Omudhome Ogbru, PharmD
Omudhome Ogbru, PharmD
Dr. Ogbru received his Doctorate in Pharmacy from the University of the Pacific School of Pharmacy in 1995. He completed a Pharmacy Practice Residency at the University of Arizona/University Medical Center in 1996. He was a Professor of Pharmacy Practice and a Regional Clerkship Coordinator for the University of the Pacific School of Pharmacy from 1996-99.
Medical and Pharmacy Editor:
GENERIC NAME: eflornithine
BRAND NAME: Vaniqa
DRUG CLASS AND MECHANISM: Eflornithine is the first topical drug (used on the skin) for the treatment of unwanted facial and chin hair. It does not remove the hair but rather slows its growth. The cells surrounding the base of each hair (called the hair follicle) undergo rapid growth and maturation as they transform into hairs. Certain proteins called polyamines are needed for this rapid cell growth and differentiation, and the production of these polyamines depends on the activity of an enzyme, ornithine decarboxylase (ODC). Eflornithine is believed to block ODC, slowing the growth and differentiation of the cells within the hair follicles. Eflornithine was approved by the FDA in July 2000.
GENERIC AVAILABLE: No
PREPARATIONS: Eflornithine is available as a 30 gram tube of cream at a concentration of 13.9%.
STORAGE: Eflornithine should be stored at room temperature, 15 C to 30 C (59 F to 86 F) and should not be frozen.
PRESCRIBED FOR: Eflornithine is used to slow hair growth on the face and chin in women ages 12 and older.
Almost 600 patients were studied who routinely had to remove facial hair at least twice weekly and had more than 5 hairs per square centimeter of skin. The re-growth of hair was evaluated 48 hours after patients shaved before, during, and at the end of treatment. The patients received either eflornithine cream or a placebo cream twice daily for 24 weeks. By the end of 24 weeks of treatment, 70% of eflornithine-treated patients had at least some reduction in the rate of hair growth compared with 41% of placebo-treated patients. Moreover, 35% of eflornithine-treated patients had a marked reduction in the rate of growth (only minimal darkening of facial skin due to re-growth of hair) compared to 9% of placebo-treated patients.
DOSING: Eflornithine should be applied in a thin layer around the affected facial areas and chin and rubbed-in thoroughly. It is applied twice daily with at least eight hours between applications or as directed by a physician. Eflornithine should not be washed away from the skin for at least eight hours after application. Cosmetics and sunscreens may be applied once the treated area has dried. Hair removal techniques such as tweezing should be continued. The hands should be washed immediately after using eflornithine.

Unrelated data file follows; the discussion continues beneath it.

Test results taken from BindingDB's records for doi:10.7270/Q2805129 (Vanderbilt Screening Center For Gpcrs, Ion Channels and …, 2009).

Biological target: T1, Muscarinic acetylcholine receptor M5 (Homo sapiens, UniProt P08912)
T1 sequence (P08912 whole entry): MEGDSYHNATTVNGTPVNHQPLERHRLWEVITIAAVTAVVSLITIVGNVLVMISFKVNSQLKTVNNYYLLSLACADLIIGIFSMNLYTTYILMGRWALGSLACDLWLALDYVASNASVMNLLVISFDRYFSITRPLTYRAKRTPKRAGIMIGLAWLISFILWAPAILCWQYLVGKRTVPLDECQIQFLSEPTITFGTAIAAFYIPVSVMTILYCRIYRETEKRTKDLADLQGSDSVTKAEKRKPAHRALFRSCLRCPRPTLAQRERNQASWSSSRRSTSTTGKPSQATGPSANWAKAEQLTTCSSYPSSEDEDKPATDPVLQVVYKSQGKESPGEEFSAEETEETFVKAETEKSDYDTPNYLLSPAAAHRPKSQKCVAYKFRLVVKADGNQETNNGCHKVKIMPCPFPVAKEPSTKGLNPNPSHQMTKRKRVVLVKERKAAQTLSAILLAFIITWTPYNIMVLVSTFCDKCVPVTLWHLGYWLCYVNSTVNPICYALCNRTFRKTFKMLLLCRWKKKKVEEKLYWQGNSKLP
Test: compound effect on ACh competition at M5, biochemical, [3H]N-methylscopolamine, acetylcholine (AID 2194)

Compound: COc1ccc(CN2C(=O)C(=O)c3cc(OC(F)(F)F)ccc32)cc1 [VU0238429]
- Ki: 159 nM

DRUG INTERACTIONS: No studies have been done to determine if eflornithine interacts with other drugs applied to the skin.
PREGNANCY: There have been no studies of eflornithine therapy in pregnant women.
NURSING MOTHERS: It is not known if eflornithine is secreted into breast milk.
SIDE EFFECTS: The most common side effects seen with eflornithine are acne, swollen patches that are sometimes reddened and contain a buried hair (pseudofolliculitis barbae), headache, skin itching, stinging, burning, dry or tingling skin, rash, hair loss, and ingrown hairs. Less common side effects are bleeding skin, swollen lips, nausea, numbness, contact dermatitis, and herpes simplex.
Reference: FDA Prescribing Information
Last Editorial Review: 3/7/2013
Report Problems to the Food and Drug Administration
You are encouraged to report negative side effects of prescription drugs to the FDA. Visit the FDA MedWatch website or call 1-800-FDA-1088.
Need help identifying pills and medications?
Back to Medications Index